STPM Chemistry Form 6 Notes – Chemical Equilibrium (Part 3)

by BerryBerryTeacher

in Berry Reference (Notes)

In the previous posts in this series on Chemical Equilibrium for STPM Chemistry (Tingkatan 6), we learnt about reversible reactions, dynamic equilibrium, equilibrium law, equilibrium constant (and more importantly how to express it), homogeneous equilibrium and heterogeneous equilibrium. Those topics are theoretical concepts on chemical equilibrium. In this part 3 of the series from Berry Berry Easy, we’ll be looking at usage of them in industrial applications such as in the Haber Process. You’ll also learn about the Le Chatelier’s Principle (it’s a term students can easily memorise, due to the exotic nature of the name, at least to our Malaysian ears). Knowing the name is one, understanding it and applying it is another. Make sure you are well-verse with the latter rather than just the former.

STPM Chemistry Form 6 Notes – Chemical Equilibrium (Part 3)

Le Chatelier’s Principle: more (or less) product

  • change the concentration of a reactant or product
  • change the temperature
  • change the pressure on a system that contains gases

A) The effect of concentration on equilibrium

  • Add more of a reactant or product to an equilibrium system, the reaction will shift to the other side to use it up.
  • Remove any of a reactant or product in an equilibrium system, the reaction will shift to the other side to replace it.

Example:

Haber process: N2(g) + 3H2(g) <—-> 2NH3(g) ΔH = – 92.2 kJ

Add nitrogen gas (increase the concentration of nitrogen gas), equilibrium is reestablish and reaction shifts to the right (forward reaction occurs / shifts from left to right) which forming more ammonia (product).

B) The effect of temperature:

i) On the position of equilibrium

  • Increase the temperature (heating a reaction) causes an equilibrium to shift to the endothermic (heat adsorbing)
  • Decrease the temperature (cooling a reaction) causes an equilibrium to shift to the exothermic (heat releasing)

Example:

Haber process: N2(g) + 3H2(g) <—-> 2NH3(g) ΔH = – 92.2 kJ

Heat the reaction (increase the temperature of the reaction), equilibrium is reestablish and reaction shifts to the left (reverse reaction occurs / shifts from right to left) which forming more nitrogen gas and hydrogen gas (reactants)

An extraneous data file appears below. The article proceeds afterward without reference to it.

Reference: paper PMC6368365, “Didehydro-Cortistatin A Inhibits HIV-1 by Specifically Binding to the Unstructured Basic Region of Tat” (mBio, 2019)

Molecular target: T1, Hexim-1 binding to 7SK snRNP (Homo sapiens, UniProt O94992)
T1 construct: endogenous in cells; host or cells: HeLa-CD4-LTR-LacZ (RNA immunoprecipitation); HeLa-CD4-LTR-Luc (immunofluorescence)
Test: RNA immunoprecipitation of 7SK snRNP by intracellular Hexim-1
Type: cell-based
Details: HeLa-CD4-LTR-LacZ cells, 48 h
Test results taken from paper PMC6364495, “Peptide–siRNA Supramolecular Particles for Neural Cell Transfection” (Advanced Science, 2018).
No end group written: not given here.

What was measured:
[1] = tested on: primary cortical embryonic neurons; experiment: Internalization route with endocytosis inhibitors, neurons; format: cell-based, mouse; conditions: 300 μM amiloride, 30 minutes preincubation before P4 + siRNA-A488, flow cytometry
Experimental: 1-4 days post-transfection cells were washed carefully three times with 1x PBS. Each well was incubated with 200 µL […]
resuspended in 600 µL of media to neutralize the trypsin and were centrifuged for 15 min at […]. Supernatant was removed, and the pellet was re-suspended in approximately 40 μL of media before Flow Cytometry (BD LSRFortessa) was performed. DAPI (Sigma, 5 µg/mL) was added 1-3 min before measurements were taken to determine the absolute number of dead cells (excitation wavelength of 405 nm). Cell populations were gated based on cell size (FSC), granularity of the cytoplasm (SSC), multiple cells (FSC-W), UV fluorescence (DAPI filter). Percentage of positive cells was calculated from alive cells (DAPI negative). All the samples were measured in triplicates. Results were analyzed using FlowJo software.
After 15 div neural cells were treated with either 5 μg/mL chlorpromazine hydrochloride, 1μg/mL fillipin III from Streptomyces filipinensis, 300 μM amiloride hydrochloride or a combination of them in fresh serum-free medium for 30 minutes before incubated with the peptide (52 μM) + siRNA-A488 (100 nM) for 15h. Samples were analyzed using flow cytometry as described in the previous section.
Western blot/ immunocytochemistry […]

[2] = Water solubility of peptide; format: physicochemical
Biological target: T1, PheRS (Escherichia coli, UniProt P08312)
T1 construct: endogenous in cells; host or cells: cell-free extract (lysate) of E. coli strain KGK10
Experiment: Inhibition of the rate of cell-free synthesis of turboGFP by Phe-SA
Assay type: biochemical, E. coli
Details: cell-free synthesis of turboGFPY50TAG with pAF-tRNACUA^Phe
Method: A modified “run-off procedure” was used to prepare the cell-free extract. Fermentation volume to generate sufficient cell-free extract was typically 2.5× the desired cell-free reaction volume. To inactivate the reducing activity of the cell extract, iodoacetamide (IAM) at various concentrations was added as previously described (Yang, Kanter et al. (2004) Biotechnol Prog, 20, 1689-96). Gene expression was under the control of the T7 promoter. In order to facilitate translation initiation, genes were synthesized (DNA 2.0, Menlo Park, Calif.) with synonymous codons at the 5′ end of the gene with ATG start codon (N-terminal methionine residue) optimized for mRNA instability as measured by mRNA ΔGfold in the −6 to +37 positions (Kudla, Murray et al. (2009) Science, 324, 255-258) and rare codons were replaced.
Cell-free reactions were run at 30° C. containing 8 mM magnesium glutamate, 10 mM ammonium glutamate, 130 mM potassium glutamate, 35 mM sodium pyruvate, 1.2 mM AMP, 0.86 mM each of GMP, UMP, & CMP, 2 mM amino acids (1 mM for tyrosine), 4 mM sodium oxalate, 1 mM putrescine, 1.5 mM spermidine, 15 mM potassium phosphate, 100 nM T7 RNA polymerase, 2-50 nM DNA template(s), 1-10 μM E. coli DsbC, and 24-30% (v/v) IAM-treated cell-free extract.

ii) On the position of equilibrium constant

  • Van’t Hoff equation: ln K = – (ΔH/RT) + C where K is equilibrium constant, ΔH is the heat of forward reaction, R is gas constant (8.31 J mol-1 K-1 and C is a constant of the particular reaction.
  • Van’t Hoff equation: ln K2/K1 = (ΔH/R)(1/T1 – 1/T2)
  • Endothermic reaction, ΔH is positive
  • Exothermic reaction, ΔH is negative

C) The effect of pressure on equilibrium that contains gases

  • Reactant and/or product must be gases
  • Increase the pressure on an equilibrium causes the reaction to shift to the other side containing the fewest number of gas molecules.

Example:

Haber process: N2(g) + 3H2(g) <—-> 2NH3(g) ΔH = – 92.2 kJ

Increase the pressure (by making the container smaller or by putting in non-reactive gas), equilibrium is reestablish and reaction shifts to the right (forward reaction occurs / shifts from left to right) which forming more ammonia (product) – reduce the number of gas molecules in the container.


Chemical Kinetics

Chemical kinetics is a way to change reaction speeds.
There are 6 factors that affecting the speed of a reaction (same in Reaction Kinetics)

  • A) Complexity of the reactants – reactants which are large and complex molecules will need to take longer time for the molecule to react in a reaction. They may be a lot of collision occur but only the collision at the reactive site leads to chemical reaction. Sometimes the reactive site in a molecule is totally block off, as the result no chemical reaction occurs.
  • B) Particle size of the reactants – the greater the total surface area, the higher the reaction rate.
  • C) Concentration of the reactants – the more reactant molecules collide, the higher reaction rate.
  • D) Pressure of gaseous reactants – the higher the reactant pressure, the higher the reaction rate because the increased number of collisions.
  • E) Temperature – 10˚C increase in temperature, the reaction rate is doubled.
  • F) Catalysts – with catalysts increase the reaction rate by lowering the reaction’s activation energy

Now that you have learnt about the Le Chatelier’s Principles and Chemical Kinetics, make sure you also log back again soon for topics on ‘Factors affecting the rate of reaction, rate constant, equilibrium constant and composition of equilibrium mixture’ and Perturbations and shifts in the final part in the series on Chemical Equilibrium.

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August 3, 2012

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